One in 110 American children are considered to fall somewhere along the autism spectrum, according to the latest report released by the Centers for Disease Control and Prevention. The new figure, which was released in October 2009, is drawn from the most comprehensive set of data yet on the developmental health of 8-year-olds.
The number reflects a significant increase from the federal government’s previous estimate of one in 150 children with an autism spectrum disorder (ASD) — a neurobiological disorder that manifests as behaviors and developmental problems. Experts are at a loss to explain if the change is due to improved awareness and diagnosis of the disorders or if the rise reflects a true increase in ASD risk.
|The new Medical Autism Clinic, directed by Myrian Peralta-Carcelen (left) and coordinated by nurse Vicki Farley (right), will enable physicians to address feeding, sensory, motor, sleep, gastrointestinal and nutritional problems in a comprehensive, coordinated plan.
Nonetheless, parents persist in their search for answers when it comes to providing proper medical care for their children.
The opening of UAB’s new Medical Autism Clinic in affiliation with Children’s Hospital hopes to give parents of children diagnosed with an ASD a roadmap to navigate their medical problems.
The clinic has specialists in genetics, nutrition, occupational therapy, speech therapy, rehabilitation, sleep disorders and audiology in one location to expedite the evaluation of some of the medical problems seen in children with ASDs.
“In particular, we’re interested in addressing the feeding, sensory, motor, sleep, gastrointestinal and nutritional problems,” says Myriam Peralta-Carcelen, M.D., professor of pediatrics and director of the clinic. “Having this in a clinic setting enables us to address these issues and others in a more comprehensive and coordinated way.”
The Medical Autism Clinic is one of a few in the state and the only one in the Greater Birmingham area. It began with the efforts of a team of doctors that wanted to provide better medical care in a timely fashion — a feat not always possible in many autism clinics across the country.
“I’ve visited many autism clinics, and one of the complaints we heard from many places is that they have to wait a year to be seen and another year to get a complete report,” Peralta says. “It’s a very comprehensive and very detailed report, but it’s still time lost. I know it can be very frustrating. Parents can be doing things in the interim that can dramatically help their children.”
Once patients are referred to the clinic by their pediatrician, the parents or caregiver is contacted for preliminary screening and evaluation and they are asked to complete an intake questionnaire. A clinic appointment is scheduled after the questionnaire is received.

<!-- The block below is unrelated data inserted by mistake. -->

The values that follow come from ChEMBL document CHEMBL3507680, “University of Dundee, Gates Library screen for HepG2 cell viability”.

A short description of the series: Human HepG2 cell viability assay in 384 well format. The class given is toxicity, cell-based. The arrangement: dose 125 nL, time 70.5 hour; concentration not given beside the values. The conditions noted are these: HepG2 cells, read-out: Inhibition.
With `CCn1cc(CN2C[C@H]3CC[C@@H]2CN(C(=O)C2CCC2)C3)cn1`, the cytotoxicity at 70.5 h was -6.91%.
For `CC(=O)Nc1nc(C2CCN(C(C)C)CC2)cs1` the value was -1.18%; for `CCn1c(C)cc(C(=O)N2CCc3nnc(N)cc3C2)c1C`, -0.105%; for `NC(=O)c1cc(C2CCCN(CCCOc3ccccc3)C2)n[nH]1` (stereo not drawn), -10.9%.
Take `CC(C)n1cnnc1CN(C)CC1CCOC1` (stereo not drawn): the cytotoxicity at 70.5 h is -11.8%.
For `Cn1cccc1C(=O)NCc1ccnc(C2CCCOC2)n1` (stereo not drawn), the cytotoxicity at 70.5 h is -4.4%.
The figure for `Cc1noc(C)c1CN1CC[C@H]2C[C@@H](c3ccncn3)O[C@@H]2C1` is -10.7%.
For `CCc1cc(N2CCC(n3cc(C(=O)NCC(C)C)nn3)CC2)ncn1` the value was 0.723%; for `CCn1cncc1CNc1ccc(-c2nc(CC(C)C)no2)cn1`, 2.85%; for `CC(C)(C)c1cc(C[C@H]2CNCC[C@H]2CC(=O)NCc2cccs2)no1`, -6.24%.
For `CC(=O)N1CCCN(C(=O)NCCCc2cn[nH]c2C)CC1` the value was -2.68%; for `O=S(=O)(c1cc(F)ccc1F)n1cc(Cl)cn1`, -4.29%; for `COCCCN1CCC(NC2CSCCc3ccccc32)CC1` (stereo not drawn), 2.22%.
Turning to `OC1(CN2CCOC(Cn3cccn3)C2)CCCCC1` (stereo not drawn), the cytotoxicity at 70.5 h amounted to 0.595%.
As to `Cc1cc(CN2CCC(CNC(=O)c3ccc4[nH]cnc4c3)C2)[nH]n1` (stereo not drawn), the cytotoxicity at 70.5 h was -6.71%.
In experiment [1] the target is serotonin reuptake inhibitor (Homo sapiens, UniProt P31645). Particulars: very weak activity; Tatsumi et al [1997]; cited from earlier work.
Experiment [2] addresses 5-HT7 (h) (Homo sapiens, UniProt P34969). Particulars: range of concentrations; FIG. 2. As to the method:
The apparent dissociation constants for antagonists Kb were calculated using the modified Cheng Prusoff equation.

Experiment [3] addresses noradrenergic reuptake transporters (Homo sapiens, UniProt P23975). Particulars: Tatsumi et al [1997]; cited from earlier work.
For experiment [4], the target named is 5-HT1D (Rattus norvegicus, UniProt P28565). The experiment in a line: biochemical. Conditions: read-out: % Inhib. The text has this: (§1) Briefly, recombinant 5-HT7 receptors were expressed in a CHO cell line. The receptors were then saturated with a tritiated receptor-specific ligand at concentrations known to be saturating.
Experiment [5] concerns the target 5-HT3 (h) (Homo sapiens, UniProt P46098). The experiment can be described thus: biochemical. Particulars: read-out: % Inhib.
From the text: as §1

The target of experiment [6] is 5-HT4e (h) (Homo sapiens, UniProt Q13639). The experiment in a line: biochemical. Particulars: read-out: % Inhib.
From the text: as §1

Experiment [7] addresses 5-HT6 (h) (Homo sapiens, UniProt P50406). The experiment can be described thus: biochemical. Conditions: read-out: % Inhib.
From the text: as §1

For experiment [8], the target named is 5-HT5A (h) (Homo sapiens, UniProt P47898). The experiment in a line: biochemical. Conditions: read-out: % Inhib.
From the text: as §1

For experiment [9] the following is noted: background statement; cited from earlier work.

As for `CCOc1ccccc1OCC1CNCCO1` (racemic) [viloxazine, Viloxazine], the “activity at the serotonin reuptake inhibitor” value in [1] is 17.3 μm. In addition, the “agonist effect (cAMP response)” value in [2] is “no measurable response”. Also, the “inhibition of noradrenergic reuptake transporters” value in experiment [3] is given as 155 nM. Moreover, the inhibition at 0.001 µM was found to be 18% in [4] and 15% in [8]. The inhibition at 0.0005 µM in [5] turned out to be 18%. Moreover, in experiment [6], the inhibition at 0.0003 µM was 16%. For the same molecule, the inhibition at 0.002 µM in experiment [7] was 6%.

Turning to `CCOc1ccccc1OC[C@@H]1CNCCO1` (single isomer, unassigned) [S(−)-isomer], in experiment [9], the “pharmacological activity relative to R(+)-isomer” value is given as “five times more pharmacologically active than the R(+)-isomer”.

At the appointment, patients are seen and evaluated by Peralta, a behavior and development specialist. They also could see geneticist Edward Lose, M.D., if they have not had a previous evaluation by a geneticist. In addition, they might see Drew Davis, M.D., a rehabilitation physician, or other appropriate specialists. Parents then leave the clinic with appropriate recommendations for continuing care, educational materials and follow-up appointments as needed.
“We really hope to make the whole experience as comfortable as possible for the parents,” says Vicki Farley, nurse coordinator of the clinic. “We don’t want them to have an occupational therapy appointment today and a speech appointment in two weeks. We’re putting it all together in one visit to make it easier so when parents walk out of the door they have in their hands some recommendations and a plan of action. We want them to leave with some answers, or at the very least some direction, and help them plug into the resources available in the community.”
Funded by Protective Life, UAB
The Medical Autism Clinic, funded by a Patient Clinical Care Initiative Grant from Protective Life and UAB, is a separate entity from the Civitan-Sparks Clinics, which provides evaluation and diagnostic services for developmental and behavioral disorders.
“Sparks Autism Clinic concentrates mostly on the academic and psychological testing and administering diagnosis,” says Peralta, who began the Sparks Autism Clinic in 2001 with the help of a Health Services Foundation grant. “The goal of this new Medical Autism Clinic is to provide evaluations beyond the diagnosis and help parents with the associated medical co-morbidity in ASD.”
Farley and Peralta say it’s often the health problems that frustrate parents more than the behavioral problems.
“The kids don’t complain much, and it may be that they have a gastrointestinal problem or a sleep problem that is contributing to their behavioral issues,” Peralta says. “You can’t really address the behavior problems unless you fix the underlying medical problem. Sometimes parents just say, ‘Oh, they’re acting bad,’ but it really could be a stomach ache that’s fueling the behavior. We hope to answer some of those questions for parents.”
Two separate visits may be required to complete the assessment. Visit www.chsys.org/MAC for more information or call 939-5275 for questions regarding eligibility or to schedule an appointment.